FIG. 8 is a block diagram that illustrates a diagrammatic representation of a machine in the example form of a computer system 400 within which a set of instructions for causing the machine to perform any one or more of the methodologies discussed herein may be executed.

DETAILED DESCRIPTION

The following description and the drawings sufficiently illustrate specific embodiments to enable those skilled in the art to practice them. Other embodiments may incorporate structural, logical, electrical, process, and other changes. Portions and features of some embodiments may be included in, or substituted for, those of other embodiments. Embodiments set forth in the claims encompass all available equivalents of those claims.

A method of adding and shedding loads L1, L2, L3, L4 that are connected to a generator 12 will now be described with reference to FIG. 1. The method includes determining whether a plurality of loads L1, L2, L3, L4 is being supplied with power by the generator 12 and then determining the total load that the generator 12 is supplying to the plurality of loads L1, L2, L3, L4.

The method further includes determining whether to change a number of the loads in the plurality of loads L1, L2, L3, L4 based on the amount of load L that is being supplied by the generator 12. As shown in FIGS. 3-6, the method further includes determining an amount of time T in which to change the number of loads in the plurality of loads based on the amount of load L that is being supplied by the generator 12.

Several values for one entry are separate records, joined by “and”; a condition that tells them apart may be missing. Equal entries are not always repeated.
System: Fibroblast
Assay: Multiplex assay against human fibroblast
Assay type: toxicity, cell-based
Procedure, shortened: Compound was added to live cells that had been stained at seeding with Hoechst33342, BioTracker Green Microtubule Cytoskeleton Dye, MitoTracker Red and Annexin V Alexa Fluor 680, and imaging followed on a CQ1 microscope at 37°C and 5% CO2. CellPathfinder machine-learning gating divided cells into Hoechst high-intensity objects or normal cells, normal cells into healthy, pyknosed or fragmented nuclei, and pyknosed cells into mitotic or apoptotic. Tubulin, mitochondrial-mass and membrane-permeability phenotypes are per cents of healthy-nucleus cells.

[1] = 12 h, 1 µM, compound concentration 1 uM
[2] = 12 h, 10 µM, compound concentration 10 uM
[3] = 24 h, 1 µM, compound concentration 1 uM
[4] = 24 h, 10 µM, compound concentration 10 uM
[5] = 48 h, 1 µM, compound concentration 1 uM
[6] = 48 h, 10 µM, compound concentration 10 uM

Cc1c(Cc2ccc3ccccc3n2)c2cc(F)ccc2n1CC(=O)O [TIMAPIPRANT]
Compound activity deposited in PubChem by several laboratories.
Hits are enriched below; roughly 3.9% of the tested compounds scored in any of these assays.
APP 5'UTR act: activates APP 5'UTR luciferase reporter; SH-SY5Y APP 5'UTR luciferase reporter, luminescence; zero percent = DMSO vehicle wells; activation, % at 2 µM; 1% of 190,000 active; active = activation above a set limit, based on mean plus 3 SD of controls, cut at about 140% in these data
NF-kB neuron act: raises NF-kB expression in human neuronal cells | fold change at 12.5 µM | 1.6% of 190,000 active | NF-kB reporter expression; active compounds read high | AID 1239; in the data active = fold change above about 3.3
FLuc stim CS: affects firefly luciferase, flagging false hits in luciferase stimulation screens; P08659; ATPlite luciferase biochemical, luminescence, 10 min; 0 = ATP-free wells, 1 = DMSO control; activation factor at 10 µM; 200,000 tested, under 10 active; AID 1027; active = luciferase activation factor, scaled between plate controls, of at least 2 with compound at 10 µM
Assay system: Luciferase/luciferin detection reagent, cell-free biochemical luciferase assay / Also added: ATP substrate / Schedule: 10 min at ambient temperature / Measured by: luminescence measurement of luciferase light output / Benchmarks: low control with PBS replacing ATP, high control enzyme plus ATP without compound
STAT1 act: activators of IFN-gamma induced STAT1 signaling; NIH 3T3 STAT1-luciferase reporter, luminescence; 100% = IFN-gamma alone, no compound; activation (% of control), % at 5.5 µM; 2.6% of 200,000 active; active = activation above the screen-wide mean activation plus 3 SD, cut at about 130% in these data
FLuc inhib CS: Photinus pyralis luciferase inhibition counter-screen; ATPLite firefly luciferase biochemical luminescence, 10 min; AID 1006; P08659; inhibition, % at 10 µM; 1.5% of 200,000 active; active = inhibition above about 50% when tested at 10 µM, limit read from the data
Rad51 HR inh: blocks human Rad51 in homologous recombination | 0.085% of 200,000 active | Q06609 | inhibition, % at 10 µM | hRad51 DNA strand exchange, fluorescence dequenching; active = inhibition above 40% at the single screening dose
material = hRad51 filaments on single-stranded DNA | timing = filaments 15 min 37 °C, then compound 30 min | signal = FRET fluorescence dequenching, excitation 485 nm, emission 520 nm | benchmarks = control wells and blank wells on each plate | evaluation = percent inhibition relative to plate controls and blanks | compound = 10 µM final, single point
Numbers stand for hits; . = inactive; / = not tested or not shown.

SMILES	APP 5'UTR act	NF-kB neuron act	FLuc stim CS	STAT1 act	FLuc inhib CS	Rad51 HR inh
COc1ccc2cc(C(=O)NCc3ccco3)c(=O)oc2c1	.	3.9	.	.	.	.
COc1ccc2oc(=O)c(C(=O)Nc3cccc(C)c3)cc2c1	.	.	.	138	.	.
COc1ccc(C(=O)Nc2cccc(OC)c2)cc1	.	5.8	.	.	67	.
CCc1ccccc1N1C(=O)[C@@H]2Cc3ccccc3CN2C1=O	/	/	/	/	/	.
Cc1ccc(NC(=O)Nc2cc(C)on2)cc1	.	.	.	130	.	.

In some embodiments, determining whether a plurality of loads L1, L2, L3, L4 are being supplied with power by the generator 12 may include monitoring the position of an automatic transfer switch 13. It should be noted that the plurality of loads L1, L2, L3, L4 are being supplied with power by generator 12 when the automatic transfer switch 13 is in an emergency position.

In alternative embodiments, determining whether a plurality of loads L1, L2, L3, L4 are being supplied with power by the generator 12 may include measuring a position of a throttle 17 that is part of the generator 12 (see e.g., FIG. 2). It should be noted that the generator 12 may be established as supplying power to the plurality of loads L1, L2, L3, L4 when the throttle 17 position is in a position other than a “no load” position.

In still other embodiments, determining whether a plurality of loads L1, L2, L3, L4 are being supplied with power by the generator 12 may include monitoring the generator load L. As examples, monitoring the generator load L may be done by (i) measuring the generator 12 operating frequency; (ii) measuring the generator 12 operating voltage; and/or (iii) measuring the generator 12 current.

In addition, determining the total load L that the generator 12 is supplying to the plurality of loads L1, L2, L3, L4 may include (i) measuring the generator operating frequency; (ii) measuring the generator operating voltage; and/or (iii) measuring the generator current.

In some embodiments, determining the total load L that the generator 12 is supplying to the plurality of loads L1, L2, L3, L4 includes determining the output torque of a prime mover (i.e., an engine) of the generator 12. The output torque may be calculated by (i) measuring fuel injection time duration 18 within the generator 12; (ii) measuring the intake manifold 16 pressure within the generator 12; and/or (iii) measuring a position of a throttle 17 within the generator 12. It should be noted the output torque may be calculated for spark-ignited and compression-ignited engines as well as other types of prime movers.